Alerting systems, Logicmonitor and/or alternatives
Dorance Martinez Cortes
dorancemc at gmail.com
Wed Jan 28 21:21:56 UTC 2015
I have experience with nagios and cacti, now I'm experimenting with logic
monitor and observium. The observium is a great tool to discover your
network devices but don't have great graphics and don't have any alarm
system, but you can get a lot of information about your network devices,
connections, ip address, protocols and configurations. Logic Monitor is a
new tool for me, but without comparison with nagios, they have well
support, but some times you need time to create personal data-points
because they don't have recognising for all devices.
Nagios could require time for implementation and experience with command
line and snmp. not is a expensive tool only if you don't want pay for it.
But the nagios XI is a great tool with lot of functions, automatización
process, graphics, and capacity planning. You can try with nagios xi with
If you don't have budget maybe nagios core and observium can offer a great
For comercial solution, I recommend you nagios xi and nagios network
2015-01-28 13:06 GMT-05:00 Jay Hennigan <jay at west.net>:
> I know that this topic has been kicking around for at least a decade,
> but wanted to get current opinions of other network operators. Most of
> us have explored Nagios, MRTG, and several front-ends for MRTG.
> We are looking into a new player in the space called Logicmonitor. They
> have a very functional and easy to navigate front end and configuration
> tool, and I very much like the look-and-feel of their product.
> What I don't like is that they only offer it as a cloud-based service.
> Internal probes tie in to a "collector" which we maintain. The collector
> then phones home over the Internet to their hosted service periodically
> and they remotely analyze the data and generate alerts, plot graphs, etc.
> From a technical standpoint this adds more points of failure in series,
> will cause missed alerts if their cloud-based service goes down (who is
> guarding the guards?) will cause false alarms if their service is still
> up but can't reach the collector, and doesn't give us a full view under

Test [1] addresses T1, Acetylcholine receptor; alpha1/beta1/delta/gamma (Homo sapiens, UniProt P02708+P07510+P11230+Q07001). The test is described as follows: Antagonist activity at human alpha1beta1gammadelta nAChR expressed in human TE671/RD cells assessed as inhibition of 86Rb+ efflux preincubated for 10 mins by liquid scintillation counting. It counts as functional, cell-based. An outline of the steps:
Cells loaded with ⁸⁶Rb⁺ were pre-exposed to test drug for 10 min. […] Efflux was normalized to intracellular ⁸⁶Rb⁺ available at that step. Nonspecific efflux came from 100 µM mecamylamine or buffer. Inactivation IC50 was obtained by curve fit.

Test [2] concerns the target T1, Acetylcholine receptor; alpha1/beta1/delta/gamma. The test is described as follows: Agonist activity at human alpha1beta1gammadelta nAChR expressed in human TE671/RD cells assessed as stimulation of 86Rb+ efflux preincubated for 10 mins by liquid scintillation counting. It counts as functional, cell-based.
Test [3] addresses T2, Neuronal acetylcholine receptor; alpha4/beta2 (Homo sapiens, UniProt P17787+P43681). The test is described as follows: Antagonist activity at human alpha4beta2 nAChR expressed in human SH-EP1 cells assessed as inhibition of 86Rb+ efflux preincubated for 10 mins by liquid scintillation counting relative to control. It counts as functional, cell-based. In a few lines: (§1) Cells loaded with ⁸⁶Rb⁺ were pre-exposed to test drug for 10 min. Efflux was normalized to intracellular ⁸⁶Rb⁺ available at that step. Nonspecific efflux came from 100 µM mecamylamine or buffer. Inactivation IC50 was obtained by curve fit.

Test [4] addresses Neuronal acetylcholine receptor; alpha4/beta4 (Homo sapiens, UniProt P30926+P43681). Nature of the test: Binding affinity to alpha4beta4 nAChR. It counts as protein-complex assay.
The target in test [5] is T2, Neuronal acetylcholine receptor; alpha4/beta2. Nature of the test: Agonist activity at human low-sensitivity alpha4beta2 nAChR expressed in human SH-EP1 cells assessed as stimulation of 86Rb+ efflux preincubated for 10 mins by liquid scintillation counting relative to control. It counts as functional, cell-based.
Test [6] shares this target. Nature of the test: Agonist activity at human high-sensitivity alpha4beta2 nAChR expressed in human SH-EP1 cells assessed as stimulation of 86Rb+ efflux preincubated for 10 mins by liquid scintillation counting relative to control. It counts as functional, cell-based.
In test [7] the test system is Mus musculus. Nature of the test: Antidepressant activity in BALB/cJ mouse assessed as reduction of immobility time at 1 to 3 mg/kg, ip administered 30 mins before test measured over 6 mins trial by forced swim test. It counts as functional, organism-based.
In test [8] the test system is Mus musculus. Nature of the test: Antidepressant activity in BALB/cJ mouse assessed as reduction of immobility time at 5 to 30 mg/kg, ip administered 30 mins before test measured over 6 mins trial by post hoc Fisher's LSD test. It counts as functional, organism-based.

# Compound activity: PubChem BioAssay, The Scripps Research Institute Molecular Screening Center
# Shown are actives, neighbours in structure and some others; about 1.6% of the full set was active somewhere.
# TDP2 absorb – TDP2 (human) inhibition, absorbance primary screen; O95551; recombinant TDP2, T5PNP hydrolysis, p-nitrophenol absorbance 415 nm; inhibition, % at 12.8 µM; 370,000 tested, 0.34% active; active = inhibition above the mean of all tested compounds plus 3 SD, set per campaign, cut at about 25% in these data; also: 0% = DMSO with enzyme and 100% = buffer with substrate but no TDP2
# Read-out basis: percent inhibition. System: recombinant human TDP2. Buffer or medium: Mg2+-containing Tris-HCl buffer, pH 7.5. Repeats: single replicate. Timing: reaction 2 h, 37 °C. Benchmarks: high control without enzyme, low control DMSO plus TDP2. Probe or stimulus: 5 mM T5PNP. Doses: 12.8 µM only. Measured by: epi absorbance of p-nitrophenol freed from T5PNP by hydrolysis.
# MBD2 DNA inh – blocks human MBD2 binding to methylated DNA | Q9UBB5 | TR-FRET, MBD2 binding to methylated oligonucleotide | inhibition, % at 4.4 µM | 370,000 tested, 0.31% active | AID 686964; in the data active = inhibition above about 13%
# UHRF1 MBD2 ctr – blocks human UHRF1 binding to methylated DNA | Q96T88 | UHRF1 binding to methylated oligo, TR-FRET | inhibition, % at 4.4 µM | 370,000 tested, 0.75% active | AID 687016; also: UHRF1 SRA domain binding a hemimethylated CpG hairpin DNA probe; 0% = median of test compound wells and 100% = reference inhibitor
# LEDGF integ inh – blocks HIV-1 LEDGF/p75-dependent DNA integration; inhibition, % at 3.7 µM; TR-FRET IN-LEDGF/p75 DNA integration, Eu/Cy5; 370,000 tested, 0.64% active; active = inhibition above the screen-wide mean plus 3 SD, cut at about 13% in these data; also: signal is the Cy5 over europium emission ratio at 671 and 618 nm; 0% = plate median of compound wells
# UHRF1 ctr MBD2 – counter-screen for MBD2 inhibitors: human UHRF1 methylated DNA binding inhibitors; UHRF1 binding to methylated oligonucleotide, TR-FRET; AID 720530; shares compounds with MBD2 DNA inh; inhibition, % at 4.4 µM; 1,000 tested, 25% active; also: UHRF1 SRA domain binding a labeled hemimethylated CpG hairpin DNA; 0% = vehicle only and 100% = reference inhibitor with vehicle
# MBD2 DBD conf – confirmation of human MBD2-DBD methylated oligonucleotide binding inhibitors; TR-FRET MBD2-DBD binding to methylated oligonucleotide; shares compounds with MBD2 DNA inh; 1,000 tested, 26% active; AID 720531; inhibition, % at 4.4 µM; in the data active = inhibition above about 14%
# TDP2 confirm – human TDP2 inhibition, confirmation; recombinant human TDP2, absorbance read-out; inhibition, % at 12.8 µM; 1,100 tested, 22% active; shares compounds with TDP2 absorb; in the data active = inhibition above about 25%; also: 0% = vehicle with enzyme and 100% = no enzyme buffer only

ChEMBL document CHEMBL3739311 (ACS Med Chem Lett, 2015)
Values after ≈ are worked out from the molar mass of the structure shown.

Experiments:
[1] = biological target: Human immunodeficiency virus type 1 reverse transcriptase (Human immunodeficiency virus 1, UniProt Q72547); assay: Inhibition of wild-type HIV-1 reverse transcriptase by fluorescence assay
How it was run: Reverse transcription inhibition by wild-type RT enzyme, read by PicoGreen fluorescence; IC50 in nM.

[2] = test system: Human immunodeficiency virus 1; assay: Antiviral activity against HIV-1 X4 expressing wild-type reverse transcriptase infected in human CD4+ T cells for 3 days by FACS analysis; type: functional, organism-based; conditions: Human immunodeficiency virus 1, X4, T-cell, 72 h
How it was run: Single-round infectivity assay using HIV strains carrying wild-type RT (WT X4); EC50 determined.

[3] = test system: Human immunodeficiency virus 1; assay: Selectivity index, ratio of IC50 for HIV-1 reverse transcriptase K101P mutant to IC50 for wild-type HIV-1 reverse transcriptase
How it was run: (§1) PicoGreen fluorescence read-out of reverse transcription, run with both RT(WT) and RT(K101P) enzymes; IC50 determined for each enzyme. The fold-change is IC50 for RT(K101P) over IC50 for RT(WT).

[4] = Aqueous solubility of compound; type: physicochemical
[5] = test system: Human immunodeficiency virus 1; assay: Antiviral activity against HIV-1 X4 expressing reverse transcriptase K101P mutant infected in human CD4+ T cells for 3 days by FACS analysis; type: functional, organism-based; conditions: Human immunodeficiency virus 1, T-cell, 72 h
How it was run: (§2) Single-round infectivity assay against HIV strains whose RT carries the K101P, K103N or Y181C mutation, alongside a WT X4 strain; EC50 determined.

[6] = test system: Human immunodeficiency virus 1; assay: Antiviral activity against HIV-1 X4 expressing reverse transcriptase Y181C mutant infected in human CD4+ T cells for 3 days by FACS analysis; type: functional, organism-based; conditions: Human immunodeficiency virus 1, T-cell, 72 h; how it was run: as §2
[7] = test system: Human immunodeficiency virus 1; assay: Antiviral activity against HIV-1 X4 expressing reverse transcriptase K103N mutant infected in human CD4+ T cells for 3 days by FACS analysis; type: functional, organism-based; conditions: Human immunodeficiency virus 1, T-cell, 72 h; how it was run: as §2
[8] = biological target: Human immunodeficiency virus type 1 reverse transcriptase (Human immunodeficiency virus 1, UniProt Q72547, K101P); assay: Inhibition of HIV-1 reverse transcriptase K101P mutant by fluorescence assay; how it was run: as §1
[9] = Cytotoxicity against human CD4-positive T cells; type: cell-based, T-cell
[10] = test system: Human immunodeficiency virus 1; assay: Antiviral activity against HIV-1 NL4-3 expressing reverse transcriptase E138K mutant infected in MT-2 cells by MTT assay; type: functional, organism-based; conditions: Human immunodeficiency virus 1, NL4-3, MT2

> the hood.
> Of course their sales guys are giving us "Our time and energy is
> dedicated to reliability" and "professionally managed multi-carrier
> highly secure data centers" language to encourage the warm fuzzies.
> From a scalability standpoint we incur ever-increasing recurring costs
> as we grow and add monitored devices and services.
> What's the collective opinion here? Is anyone using them or a similar
> service? Are there non-cloud-based alternatives that are relatively easy
> to set up and manage? We've explored Zabbix, Nagios, MRTG and its
> various wrappers, and Intermapper. Anything else new on the horizon that
> has a GUI front-end that is configurable without a lot of scripting
> experience, etc.?
> We would love to buy something that works for us and pay a reasonable
> price for it, but I'm not particularly interested in the equivalent of
> renting a time-share in order to monitor our networks.
> Jay Hennigan - CCIE #7880 - Network Engineering - jay at impulse.net
> Impulse Internet Service - http://www.impulse.net/
> Your local telephone and internet company - 805 884-6323 - WB6RDV
Dorancé Martínez Cortés
+57 320 6968121
Linux User Number 112632
Nagios Certified Administrator
Certificación ITIL Fundation 2011 ed.
Cali - Colombia
dorancemc at gmail.com
"Si piensas que la tecnología puede solucionar tus problemas de seguridad,
está claro que ni entiendes los problemas ni entiendes la tecnología" Bruce
More information about the NANOG